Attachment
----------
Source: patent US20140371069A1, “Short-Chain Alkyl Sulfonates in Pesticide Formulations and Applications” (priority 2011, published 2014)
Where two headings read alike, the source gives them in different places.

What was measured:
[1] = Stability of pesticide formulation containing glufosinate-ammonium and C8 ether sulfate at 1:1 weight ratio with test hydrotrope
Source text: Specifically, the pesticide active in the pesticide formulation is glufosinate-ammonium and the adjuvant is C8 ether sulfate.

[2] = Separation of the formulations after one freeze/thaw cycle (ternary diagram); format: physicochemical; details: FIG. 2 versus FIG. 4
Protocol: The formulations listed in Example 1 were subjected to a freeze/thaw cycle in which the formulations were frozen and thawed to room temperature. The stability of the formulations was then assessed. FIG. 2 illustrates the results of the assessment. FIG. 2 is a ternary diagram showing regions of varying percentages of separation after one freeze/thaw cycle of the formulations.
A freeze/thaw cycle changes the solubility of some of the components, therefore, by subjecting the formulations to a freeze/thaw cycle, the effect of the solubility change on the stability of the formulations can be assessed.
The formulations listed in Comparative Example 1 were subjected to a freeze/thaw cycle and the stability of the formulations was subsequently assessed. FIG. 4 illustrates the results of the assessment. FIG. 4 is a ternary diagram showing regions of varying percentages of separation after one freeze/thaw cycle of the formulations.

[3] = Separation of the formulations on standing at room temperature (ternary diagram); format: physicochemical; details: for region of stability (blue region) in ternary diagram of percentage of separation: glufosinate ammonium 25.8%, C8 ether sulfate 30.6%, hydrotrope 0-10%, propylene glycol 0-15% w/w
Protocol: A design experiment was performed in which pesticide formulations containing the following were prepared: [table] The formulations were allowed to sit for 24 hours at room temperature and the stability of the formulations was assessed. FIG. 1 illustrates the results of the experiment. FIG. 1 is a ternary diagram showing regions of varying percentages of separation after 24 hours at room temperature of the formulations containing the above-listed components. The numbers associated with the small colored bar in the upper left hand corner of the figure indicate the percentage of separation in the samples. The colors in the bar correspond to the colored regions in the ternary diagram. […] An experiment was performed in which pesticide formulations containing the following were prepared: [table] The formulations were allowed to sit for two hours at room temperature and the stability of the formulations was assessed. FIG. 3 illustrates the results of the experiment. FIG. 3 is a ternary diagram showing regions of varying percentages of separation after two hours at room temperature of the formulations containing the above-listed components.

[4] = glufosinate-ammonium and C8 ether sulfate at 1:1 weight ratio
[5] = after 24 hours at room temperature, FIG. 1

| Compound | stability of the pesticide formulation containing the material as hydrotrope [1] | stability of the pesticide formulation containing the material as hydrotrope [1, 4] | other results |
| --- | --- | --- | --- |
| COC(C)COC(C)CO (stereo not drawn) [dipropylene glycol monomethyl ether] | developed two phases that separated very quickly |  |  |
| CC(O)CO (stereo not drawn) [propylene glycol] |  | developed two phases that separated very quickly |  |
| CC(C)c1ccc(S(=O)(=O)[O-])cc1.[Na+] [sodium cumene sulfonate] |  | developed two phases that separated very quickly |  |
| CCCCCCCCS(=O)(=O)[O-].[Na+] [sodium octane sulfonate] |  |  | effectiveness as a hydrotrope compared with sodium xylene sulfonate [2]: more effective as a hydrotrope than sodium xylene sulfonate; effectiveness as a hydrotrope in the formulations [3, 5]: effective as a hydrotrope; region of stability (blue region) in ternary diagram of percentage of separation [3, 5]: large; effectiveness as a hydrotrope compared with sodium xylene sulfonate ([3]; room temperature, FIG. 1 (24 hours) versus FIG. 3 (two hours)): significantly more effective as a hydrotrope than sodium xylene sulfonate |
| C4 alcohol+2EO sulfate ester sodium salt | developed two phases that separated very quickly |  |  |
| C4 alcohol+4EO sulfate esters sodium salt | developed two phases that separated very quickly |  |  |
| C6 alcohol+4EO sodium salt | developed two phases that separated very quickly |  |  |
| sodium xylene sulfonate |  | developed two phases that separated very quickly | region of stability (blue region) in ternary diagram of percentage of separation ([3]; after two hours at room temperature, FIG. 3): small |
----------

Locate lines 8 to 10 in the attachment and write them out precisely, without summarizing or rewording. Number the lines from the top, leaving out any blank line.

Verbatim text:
A freeze/thaw cycle changes the solubility of some of the components, therefore, by subjecting the formulations to a freeze/thaw cycle, the effect of the solubility change on the stability of the formulations can be assessed.
The formulations listed in Comparative Example 1 were subjected to a freeze/thaw cycle and the stability of the formulations was subsequently assessed. FIG. 4 illustrates the results of the assessment. FIG. 4 is a ternary diagram showing regions of varying percentages of separation after one freeze/thaw cycle of the formulations.

[3] = Separation of the formulations on standing at room temperature (ternary diagram); format: physicochemical; details: for region of stability (blue region) in ternary diagram of percentage of separation: glufosinate ammonium 25.8%, C8 ether sulfate 30.6%, hydrotrope 0-10%, propylene glycol 0-15% w/w